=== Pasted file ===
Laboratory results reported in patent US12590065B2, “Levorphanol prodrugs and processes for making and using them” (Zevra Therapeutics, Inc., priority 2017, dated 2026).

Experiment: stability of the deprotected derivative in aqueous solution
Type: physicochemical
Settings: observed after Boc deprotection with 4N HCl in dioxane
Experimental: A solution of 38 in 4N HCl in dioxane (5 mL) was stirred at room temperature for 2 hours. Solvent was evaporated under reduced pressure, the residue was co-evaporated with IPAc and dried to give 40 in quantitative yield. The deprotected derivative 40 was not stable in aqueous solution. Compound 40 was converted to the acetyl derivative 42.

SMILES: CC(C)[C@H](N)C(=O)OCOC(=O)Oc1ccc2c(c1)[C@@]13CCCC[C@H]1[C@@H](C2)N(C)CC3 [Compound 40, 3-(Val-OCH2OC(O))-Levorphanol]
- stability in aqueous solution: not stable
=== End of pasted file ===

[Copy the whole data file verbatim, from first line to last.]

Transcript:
Laboratory results reported in patent US12590065B2, “Levorphanol prodrugs and processes for making and using them” (Zevra Therapeutics, Inc., priority 2017, dated 2026).

Experiment: stability of the deprotected derivative in aqueous solution
Type: physicochemical
Settings: observed after Boc deprotection with 4N HCl in dioxane
Experimental: A solution of 38 in 4N HCl in dioxane (5 mL) was stirred at room temperature for 2 hours. Solvent was evaporated under reduced pressure, the residue was co-evaporated with IPAc and dried to give 40 in quantitative yield. The deprotected derivative 40 was not stable in aqueous solution. Compound 40 was converted to the acetyl derivative 42.

SMILES: CC(C)[C@H](N)C(=O)OCOC(=O)Oc1ccc2c(c1)[C@@]13CCCC[C@H]1[C@@H](C2)N(C)CC3 [Compound 40, 3-(Val-OCH2OC(O))-Levorphanol]
- stability in aqueous solution: not stable